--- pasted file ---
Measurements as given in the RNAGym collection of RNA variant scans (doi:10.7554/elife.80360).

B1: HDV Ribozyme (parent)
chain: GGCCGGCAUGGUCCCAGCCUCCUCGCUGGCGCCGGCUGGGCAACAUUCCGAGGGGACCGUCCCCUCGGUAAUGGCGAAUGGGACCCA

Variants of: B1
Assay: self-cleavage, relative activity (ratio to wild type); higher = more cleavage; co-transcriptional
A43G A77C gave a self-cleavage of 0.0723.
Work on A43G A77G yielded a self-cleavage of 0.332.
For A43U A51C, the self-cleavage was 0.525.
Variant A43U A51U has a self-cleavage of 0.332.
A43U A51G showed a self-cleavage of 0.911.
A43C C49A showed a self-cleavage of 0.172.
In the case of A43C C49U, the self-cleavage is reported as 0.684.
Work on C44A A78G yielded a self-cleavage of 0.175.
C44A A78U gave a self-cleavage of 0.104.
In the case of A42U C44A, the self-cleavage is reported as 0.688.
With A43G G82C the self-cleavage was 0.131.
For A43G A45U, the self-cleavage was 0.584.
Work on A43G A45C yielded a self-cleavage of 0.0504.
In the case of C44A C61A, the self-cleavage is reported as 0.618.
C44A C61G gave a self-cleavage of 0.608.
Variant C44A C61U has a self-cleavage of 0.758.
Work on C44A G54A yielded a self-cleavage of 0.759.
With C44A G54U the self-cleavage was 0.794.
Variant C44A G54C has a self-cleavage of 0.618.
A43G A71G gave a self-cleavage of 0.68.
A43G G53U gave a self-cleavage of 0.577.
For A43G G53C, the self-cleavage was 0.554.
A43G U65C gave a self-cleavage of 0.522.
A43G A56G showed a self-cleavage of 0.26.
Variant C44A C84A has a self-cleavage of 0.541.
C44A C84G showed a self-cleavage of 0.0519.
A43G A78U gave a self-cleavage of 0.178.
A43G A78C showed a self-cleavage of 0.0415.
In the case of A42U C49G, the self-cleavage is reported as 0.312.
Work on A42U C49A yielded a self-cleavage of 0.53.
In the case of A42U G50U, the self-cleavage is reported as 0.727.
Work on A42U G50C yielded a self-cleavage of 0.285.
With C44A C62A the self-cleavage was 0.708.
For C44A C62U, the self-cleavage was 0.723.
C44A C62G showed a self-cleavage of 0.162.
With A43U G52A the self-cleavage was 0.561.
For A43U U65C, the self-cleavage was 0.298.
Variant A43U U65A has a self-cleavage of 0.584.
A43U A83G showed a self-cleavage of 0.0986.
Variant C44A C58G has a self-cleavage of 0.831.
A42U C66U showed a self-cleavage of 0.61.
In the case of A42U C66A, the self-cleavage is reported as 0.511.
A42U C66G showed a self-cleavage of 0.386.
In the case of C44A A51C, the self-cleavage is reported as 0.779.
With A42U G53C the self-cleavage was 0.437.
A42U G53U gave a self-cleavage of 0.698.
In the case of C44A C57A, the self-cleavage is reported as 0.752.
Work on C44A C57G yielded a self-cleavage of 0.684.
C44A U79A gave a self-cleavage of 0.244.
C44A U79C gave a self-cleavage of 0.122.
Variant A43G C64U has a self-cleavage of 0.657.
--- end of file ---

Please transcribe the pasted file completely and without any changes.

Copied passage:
Measurements as given in the RNAGym collection of RNA variant scans (doi:10.7554/elife.80360).

B1: HDV Ribozyme (parent)
chain: GGCCGGCAUGGUCCCAGCCUCCUCGCUGGCGCCGGCUGGGCAACAUUCCGAGGGGACCGUCCCCUCGGUAAUGGCGAAUGGGACCCA

Variants of: B1
Assay: self-cleavage, relative activity (ratio to wild type); higher = more cleavage; co-transcriptional
A43G A77C gave a self-cleavage of 0.0723.
Work on A43G A77G yielded a self-cleavage of 0.332.
For A43U A51C, the self-cleavage was 0.525.
Variant A43U A51U has a self-cleavage of 0.332.
A43U A51G showed a self-cleavage of 0.911.
A43C C49A showed a self-cleavage of 0.172.
In the case of A43C C49U, the self-cleavage is reported as 0.684.
Work on C44A A78G yielded a self-cleavage of 0.175.
C44A A78U gave a self-cleavage of 0.104.
In the case of A42U C44A, the self-cleavage is reported as 0.688.
With A43G G82C the self-cleavage was 0.131.
For A43G A45U, the self-cleavage was 0.584.
Work on A43G A45C yielded a self-cleavage of 0.0504.
In the case of C44A C61A, the self-cleavage is reported as 0.618.
C44A C61G gave a self-cleavage of 0.608.
Variant C44A C61U has a self-cleavage of 0.758.
Work on C44A G54A yielded a self-cleavage of 0.759.
With C44A G54U the self-cleavage was 0.794.
Variant C44A G54C has a self-cleavage of 0.618.
A43G A71G gave a self-cleavage of 0.68.
A43G G53U gave a self-cleavage of 0.577.
For A43G G53C, the self-cleavage was 0.554.
A43G U65C gave a self-cleavage of 0.522.
A43G A56G showed a self-cleavage of 0.26.
Variant C44A C84A has a self-cleavage of 0.541.
C44A C84G showed a self-cleavage of 0.0519.
A43G A78U gave a self-cleavage of 0.178.
A43G A78C showed a self-cleavage of 0.0415.
In the case of A42U C49G, the self-cleavage is reported as 0.312.
Work on A42U C49A yielded a self-cleavage of 0.53.
In the case of A42U G50U, the self-cleavage is reported as 0.727.
Work on A42U G50C yielded a self-cleavage of 0.285.
With C44A C62A the self-cleavage was 0.708.
For C44A C62U, the self-cleavage was 0.723.
C44A C62G showed a self-cleavage of 0.162.
With A43U G52A the self-cleavage was 0.561.
For A43U U65C, the self-cleavage was 0.298.
Variant A43U U65A has a self-cleavage of 0.584.
A43U A83G showed a self-cleavage of 0.0986.
Variant C44A C58G has a self-cleavage of 0.831.
A42U C66U showed a self-cleavage of 0.61.
In the case of A42U C66A, the self-cleavage is reported as 0.511.
A42U C66G showed a self-cleavage of 0.386.
In the case of C44A A51C, the self-cleavage is reported as 0.779.
With A42U G53C the self-cleavage was 0.437.
A42U G53U gave a self-cleavage of 0.698.
In the case of C44A C57A, the self-cleavage is reported as 0.752.
Work on C44A C57G yielded a self-cleavage of 0.684.
C44A U79A gave a self-cleavage of 0.244.
C44A U79C gave a self-cleavage of 0.122.
Variant A43G C64U has a self-cleavage of 0.657.